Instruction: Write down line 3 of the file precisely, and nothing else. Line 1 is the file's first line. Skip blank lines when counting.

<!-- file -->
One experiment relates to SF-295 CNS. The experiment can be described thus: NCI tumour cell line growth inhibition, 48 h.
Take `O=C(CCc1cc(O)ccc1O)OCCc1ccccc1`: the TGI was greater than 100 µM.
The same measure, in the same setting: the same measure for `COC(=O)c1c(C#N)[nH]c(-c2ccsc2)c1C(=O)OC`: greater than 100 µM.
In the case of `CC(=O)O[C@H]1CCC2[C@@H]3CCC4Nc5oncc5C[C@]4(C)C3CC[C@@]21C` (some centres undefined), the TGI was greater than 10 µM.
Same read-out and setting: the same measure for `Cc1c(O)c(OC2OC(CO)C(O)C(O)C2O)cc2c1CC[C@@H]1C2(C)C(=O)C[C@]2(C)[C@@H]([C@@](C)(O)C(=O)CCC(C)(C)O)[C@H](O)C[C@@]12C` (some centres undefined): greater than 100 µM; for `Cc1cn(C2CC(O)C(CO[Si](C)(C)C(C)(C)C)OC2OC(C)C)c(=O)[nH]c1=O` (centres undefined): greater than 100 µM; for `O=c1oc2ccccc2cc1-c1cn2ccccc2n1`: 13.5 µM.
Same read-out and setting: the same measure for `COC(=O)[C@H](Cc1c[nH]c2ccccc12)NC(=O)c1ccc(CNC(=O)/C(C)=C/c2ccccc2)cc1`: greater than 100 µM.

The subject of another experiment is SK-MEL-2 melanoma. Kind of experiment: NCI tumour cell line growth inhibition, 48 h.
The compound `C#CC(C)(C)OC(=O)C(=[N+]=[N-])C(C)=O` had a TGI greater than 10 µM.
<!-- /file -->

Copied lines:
The same measure, in the same setting: the same measure for `COC(=O)c1c(C#N)[nH]c(-c2ccsc2)c1C(=O)OC`: greater than 100 µM.